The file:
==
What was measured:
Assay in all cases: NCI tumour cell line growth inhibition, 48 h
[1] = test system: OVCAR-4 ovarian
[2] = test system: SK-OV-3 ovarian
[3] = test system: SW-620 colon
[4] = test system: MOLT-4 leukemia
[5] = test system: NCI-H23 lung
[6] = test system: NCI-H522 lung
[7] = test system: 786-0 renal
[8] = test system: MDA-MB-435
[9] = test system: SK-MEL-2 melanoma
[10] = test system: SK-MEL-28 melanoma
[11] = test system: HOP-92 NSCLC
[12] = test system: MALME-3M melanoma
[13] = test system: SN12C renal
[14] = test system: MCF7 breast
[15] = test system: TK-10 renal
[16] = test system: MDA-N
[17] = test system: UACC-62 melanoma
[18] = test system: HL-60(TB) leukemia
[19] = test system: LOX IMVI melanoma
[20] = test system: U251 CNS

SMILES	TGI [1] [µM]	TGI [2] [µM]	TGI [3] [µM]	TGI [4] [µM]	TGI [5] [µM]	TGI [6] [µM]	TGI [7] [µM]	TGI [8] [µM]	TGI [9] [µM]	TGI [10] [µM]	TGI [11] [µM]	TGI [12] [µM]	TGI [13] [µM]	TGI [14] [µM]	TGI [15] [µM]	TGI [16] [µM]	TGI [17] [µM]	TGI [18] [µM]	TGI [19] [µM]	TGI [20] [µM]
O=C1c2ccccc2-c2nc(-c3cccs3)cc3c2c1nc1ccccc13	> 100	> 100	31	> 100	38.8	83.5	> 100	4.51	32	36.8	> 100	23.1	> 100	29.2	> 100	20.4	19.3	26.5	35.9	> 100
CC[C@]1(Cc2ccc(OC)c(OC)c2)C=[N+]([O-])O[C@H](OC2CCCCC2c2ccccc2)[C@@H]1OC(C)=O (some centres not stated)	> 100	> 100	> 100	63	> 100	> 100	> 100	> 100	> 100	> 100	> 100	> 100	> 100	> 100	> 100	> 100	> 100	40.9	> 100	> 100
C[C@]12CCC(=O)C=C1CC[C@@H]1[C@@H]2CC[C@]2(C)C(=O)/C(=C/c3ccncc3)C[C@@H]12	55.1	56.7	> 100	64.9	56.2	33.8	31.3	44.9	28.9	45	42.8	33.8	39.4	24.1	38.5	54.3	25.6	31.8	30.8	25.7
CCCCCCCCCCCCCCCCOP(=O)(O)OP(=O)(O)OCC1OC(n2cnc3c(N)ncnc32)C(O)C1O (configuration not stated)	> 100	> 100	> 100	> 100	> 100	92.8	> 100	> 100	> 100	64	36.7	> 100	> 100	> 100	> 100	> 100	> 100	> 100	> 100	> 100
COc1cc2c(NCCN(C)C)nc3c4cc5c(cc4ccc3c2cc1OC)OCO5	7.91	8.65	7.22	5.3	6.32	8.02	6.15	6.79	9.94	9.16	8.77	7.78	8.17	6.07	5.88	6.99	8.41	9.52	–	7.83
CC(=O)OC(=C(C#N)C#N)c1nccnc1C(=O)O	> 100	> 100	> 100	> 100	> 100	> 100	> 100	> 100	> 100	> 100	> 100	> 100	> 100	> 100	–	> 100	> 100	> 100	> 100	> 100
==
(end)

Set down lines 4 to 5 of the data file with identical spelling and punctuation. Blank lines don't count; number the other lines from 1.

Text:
[2] = test system: SK-OV-3 ovarian
[3] = test system: SW-620 colon